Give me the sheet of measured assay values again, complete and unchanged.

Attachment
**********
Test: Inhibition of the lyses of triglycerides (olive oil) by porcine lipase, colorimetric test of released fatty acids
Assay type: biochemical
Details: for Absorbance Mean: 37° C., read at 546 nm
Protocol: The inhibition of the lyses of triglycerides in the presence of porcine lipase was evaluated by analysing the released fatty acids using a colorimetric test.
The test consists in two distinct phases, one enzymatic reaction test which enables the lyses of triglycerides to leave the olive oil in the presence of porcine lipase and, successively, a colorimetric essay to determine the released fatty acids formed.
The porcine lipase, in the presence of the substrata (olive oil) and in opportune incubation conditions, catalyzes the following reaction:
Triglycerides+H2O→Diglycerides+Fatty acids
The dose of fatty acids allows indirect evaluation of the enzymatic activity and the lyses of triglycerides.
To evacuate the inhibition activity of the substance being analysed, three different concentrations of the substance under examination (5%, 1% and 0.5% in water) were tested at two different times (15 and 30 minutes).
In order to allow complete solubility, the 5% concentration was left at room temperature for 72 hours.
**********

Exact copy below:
Test: Inhibition of the lyses of triglycerides (olive oil) by porcine lipase, colorimetric test of released fatty acids
Assay type: biochemical
Details: for Absorbance Mean: 37° C., read at 546 nm
Protocol: The inhibition of the lyses of triglycerides in the presence of porcine lipase was evaluated by analysing the released fatty acids using a colorimetric test.
The test consists in two distinct phases, one enzymatic reaction test which enables the lyses of triglycerides to leave the olive oil in the presence of porcine lipase and, successively, a colorimetric essay to determine the released fatty acids formed.
The porcine lipase, in the presence of the substrata (olive oil) and in opportune incubation conditions, catalyzes the following reaction:
Triglycerides+H2O→Diglycerides+Fatty acids
The dose of fatty acids allows indirect evaluation of the enzymatic activity and the lyses of triglycerides.
To evacuate the inhibition activity of the substance being analysed, three different concentrations of the substance under examination (5%, 1% and 0.5% in water) were tested at two different times (15 and 30 minutes).
In order to allow complete solubility, the 5% concentration was left at room temperature for 72 hours.